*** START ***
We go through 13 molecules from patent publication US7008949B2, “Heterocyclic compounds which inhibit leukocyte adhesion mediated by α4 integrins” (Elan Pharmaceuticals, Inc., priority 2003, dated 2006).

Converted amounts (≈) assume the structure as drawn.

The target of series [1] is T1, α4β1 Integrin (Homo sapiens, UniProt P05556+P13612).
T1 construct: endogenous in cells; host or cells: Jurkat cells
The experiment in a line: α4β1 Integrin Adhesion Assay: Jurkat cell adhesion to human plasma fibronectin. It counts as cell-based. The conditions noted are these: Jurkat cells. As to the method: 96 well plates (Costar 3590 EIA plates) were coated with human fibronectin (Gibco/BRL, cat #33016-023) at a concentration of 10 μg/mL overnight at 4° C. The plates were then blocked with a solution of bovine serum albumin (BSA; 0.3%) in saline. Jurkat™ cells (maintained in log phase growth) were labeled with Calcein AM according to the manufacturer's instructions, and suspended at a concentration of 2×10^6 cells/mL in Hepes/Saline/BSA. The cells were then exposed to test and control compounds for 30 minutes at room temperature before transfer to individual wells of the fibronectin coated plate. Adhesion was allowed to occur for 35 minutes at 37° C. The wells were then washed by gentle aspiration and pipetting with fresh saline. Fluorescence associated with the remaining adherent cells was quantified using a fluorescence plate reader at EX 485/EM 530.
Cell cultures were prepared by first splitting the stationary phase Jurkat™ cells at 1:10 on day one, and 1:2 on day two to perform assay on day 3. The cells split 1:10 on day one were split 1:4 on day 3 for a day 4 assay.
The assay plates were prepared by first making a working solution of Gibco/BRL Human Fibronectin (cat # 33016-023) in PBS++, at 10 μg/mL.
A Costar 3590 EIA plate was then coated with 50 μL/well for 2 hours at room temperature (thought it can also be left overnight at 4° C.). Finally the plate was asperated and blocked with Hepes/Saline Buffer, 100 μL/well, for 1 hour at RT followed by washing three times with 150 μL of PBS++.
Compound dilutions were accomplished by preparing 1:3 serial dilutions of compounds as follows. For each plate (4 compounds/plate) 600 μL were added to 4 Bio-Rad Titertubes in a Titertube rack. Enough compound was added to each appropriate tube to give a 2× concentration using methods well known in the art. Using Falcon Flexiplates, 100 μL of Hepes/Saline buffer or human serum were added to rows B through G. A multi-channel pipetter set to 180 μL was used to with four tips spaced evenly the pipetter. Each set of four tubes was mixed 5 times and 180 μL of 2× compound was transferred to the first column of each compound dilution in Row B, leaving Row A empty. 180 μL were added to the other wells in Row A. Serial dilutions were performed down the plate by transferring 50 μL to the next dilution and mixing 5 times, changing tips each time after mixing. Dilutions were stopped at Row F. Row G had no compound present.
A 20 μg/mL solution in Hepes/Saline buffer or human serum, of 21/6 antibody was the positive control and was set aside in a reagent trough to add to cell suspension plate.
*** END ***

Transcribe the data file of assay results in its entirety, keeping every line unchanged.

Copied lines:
We go through 13 molecules from patent publication US7008949B2, “Heterocyclic compounds which inhibit leukocyte adhesion mediated by α4 integrins” (Elan Pharmaceuticals, Inc., priority 2003, dated 2006).

Converted amounts (≈) assume the structure as drawn.

The target of series [1] is T1, α4β1 Integrin (Homo sapiens, UniProt P05556+P13612).
T1 construct: endogenous in cells; host or cells: Jurkat cells
The experiment in a line: α4β1 Integrin Adhesion Assay: Jurkat cell adhesion to human plasma fibronectin. It counts as cell-based. The conditions noted are these: Jurkat cells. As to the method: 96 well plates (Costar 3590 EIA plates) were coated with human fibronectin (Gibco/BRL, cat #33016-023) at a concentration of 10 μg/mL overnight at 4° C. The plates were then blocked with a solution of bovine serum albumin (BSA; 0.3%) in saline. Jurkat™ cells (maintained in log phase growth) were labeled with Calcein AM according to the manufacturer's instructions, and suspended at a concentration of 2×10^6 cells/mL in Hepes/Saline/BSA. The cells were then exposed to test and control compounds for 30 minutes at room temperature before transfer to individual wells of the fibronectin coated plate. Adhesion was allowed to occur for 35 minutes at 37° C. The wells were then washed by gentle aspiration and pipetting with fresh saline. Fluorescence associated with the remaining adherent cells was quantified using a fluorescence plate reader at EX 485/EM 530.
Cell cultures were prepared by first splitting the stationary phase Jurkat™ cells at 1:10 on day one, and 1:2 on day two to perform assay on day 3. The cells split 1:10 on day one were split 1:4 on day 3 for a day 4 assay.
The assay plates were prepared by first making a working solution of Gibco/BRL Human Fibronectin (cat # 33016-023) in PBS++, at 10 μg/mL.
A Costar 3590 EIA plate was then coated with 50 μL/well for 2 hours at room temperature (thought it can also be left overnight at 4° C.). Finally the plate was asperated and blocked with Hepes/Saline Buffer, 100 μL/well, for 1 hour at RT followed by washing three times with 150 μL of PBS++.
Compound dilutions were accomplished by preparing 1:3 serial dilutions of compounds as follows. For each plate (4 compounds/plate) 600 μL were added to 4 Bio-Rad Titertubes in a Titertube rack. Enough compound was added to each appropriate tube to give a 2× concentration using methods well known in the art. Using Falcon Flexiplates, 100 μL of Hepes/Saline buffer or human serum were added to rows B through G. A multi-channel pipetter set to 180 μL was used to with four tips spaced evenly the pipetter. Each set of four tubes was mixed 5 times and 180 μL of 2× compound was transferred to the first column of each compound dilution in Row B, leaving Row A empty. 180 μL were added to the other wells in Row A. Serial dilutions were performed down the plate by transferring 50 μL to the next dilution and mixing 5 times, changing tips each time after mixing. Dilutions were stopped at Row F. Row G had no compound present.
A 20 μg/mL solution in Hepes/Saline buffer or human serum, of 21/6 antibody was the positive control and was set aside in a reagent trough to add to cell suspension plate.